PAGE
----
He lists his favourite all time trials bikes as “… my 1965 Sprite or the 1967 third placed factory supplied Greeves or even my Gaunt Suzuki 128 on which I rode the 1969 SSDT.”
There is no doubt that Dennis Jones was suited to the rocks of the Scottish Six Days, given his third place in the 1967 event, it put him in the top bracket of UK trials riders of that era. Having stayed off the beer all week, Jonah pulled back the marks to secure that third place by the Thursday and was ahead of the other factory Greeves riders, holding the position to the very end of the trial.
The eventual winner was Sammy Miller (252cc Bultaco) on 18 marks, runner up Dave Rowland (175cc BSA) on 34 marks with Dennis (246cc Greeves) on 40 marks in third spot on the podium.
He also took home the coveted 250cc capacity class award. However later that same year, Jones was asked to return the Greeves to Thundersley after an altercation at the Manx Two Day and he went back to riding for Sprite once again.
In the 1968 SSDT, riding number 58, Dennis retired on the Friday on the Sprite and, with Yorkshireman Ray Sayer from Leyburn suffering the same fate, Jones took Sayers’ stricken Suzuki back to the Suzuki (Great Britain) Ltd headquarters in the Midlands. It was this very sporting gesture which brought Dennis in contact with Suzuki (GB) boss Alan Kimber who rated Jones’s ability highly and inevitably a 128cc Gaunt/Suzuki was despatched to Smethwick and Dennis began working for Suzuki in Birmingham.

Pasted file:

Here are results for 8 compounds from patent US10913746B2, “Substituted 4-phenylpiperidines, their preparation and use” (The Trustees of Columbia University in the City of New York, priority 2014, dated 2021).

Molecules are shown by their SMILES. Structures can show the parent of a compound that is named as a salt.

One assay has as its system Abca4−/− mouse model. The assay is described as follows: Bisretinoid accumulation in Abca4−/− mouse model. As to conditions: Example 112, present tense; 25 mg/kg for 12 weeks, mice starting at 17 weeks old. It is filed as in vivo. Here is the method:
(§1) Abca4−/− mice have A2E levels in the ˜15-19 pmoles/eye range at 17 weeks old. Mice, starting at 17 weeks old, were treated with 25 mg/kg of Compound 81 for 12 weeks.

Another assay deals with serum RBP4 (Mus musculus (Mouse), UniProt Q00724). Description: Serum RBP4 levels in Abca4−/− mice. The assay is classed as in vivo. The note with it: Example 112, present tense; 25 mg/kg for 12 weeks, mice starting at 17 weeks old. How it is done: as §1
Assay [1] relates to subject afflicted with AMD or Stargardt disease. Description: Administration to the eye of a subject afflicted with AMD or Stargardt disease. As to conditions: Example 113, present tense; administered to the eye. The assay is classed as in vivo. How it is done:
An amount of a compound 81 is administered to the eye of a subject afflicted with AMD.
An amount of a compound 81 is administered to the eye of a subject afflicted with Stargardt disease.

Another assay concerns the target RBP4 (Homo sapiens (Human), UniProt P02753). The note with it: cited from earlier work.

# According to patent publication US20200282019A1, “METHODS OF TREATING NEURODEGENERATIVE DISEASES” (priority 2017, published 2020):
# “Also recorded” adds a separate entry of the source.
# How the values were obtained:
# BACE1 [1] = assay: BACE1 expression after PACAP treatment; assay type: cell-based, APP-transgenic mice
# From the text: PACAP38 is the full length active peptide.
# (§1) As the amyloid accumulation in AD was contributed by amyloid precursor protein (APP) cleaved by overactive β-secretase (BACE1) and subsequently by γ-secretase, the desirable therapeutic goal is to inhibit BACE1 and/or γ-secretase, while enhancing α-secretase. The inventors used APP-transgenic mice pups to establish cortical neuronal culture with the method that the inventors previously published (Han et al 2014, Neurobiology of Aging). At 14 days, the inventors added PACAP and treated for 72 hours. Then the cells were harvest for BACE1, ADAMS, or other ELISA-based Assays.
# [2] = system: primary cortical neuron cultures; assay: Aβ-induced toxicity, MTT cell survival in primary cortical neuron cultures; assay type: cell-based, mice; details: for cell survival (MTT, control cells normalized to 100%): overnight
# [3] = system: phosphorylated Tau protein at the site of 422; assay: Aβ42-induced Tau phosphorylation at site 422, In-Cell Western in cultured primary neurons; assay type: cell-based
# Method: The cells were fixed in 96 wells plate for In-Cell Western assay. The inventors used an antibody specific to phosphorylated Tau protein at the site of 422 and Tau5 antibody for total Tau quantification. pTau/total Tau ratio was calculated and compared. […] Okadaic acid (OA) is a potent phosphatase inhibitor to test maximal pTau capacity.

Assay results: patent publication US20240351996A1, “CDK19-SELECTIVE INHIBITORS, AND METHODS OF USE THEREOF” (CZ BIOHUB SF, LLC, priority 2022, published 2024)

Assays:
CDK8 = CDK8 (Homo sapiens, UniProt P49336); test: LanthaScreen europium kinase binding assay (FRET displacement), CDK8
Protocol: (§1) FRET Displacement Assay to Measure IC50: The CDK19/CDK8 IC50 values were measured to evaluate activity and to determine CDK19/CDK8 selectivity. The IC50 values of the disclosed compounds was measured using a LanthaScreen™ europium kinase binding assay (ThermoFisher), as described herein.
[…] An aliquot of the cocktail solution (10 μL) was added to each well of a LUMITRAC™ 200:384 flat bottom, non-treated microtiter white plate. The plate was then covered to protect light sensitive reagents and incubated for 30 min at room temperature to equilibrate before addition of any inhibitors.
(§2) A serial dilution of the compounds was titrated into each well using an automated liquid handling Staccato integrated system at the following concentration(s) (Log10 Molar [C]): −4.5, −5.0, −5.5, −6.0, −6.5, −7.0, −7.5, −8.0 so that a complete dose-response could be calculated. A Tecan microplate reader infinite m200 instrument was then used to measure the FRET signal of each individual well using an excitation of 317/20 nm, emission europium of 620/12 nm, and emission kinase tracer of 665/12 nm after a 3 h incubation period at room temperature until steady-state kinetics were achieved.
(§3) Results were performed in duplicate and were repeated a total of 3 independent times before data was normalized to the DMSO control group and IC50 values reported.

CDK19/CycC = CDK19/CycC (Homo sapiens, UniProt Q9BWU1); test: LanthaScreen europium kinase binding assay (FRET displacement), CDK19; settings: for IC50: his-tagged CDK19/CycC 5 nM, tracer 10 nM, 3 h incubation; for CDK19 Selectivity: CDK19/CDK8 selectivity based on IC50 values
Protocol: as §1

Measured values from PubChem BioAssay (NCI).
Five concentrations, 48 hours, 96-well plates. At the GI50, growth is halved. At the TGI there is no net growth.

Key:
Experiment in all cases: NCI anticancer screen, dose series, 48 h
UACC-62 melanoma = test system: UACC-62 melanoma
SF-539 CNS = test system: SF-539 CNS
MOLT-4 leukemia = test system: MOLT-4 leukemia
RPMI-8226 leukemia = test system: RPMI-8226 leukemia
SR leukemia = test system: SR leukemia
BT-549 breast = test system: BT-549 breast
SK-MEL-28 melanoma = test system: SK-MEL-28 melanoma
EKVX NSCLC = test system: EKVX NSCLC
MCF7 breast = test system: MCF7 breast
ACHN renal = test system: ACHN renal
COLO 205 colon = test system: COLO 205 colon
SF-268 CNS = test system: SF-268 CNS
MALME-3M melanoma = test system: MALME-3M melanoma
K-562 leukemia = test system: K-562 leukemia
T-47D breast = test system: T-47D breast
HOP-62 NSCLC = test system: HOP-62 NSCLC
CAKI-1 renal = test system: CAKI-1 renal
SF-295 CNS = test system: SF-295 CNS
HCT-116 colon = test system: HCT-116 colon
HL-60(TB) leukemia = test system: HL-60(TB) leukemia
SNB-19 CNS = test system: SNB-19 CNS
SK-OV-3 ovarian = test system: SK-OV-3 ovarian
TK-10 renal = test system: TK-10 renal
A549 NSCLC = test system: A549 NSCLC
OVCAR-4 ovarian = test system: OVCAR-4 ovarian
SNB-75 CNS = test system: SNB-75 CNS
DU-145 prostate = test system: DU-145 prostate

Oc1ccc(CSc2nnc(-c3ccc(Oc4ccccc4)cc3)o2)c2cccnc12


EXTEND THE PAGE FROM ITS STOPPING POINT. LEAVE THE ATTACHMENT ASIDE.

That same year the British Suzuki concessionaires had entered Deepdale’s Blackie Holden, Sayer and Peter Gaunt as a manufacturers’ team on the 128cc machines, with Gaunt taking home the 150cc capacity class award. The Cannock Suzuki Centre entered Jim Taylor, John Taylor and J. Statham on 125cc versions. These were modified road machines undertaken by the Taylors, all riding under the Stafford Auto Club banner, but strangely not entered as a club team.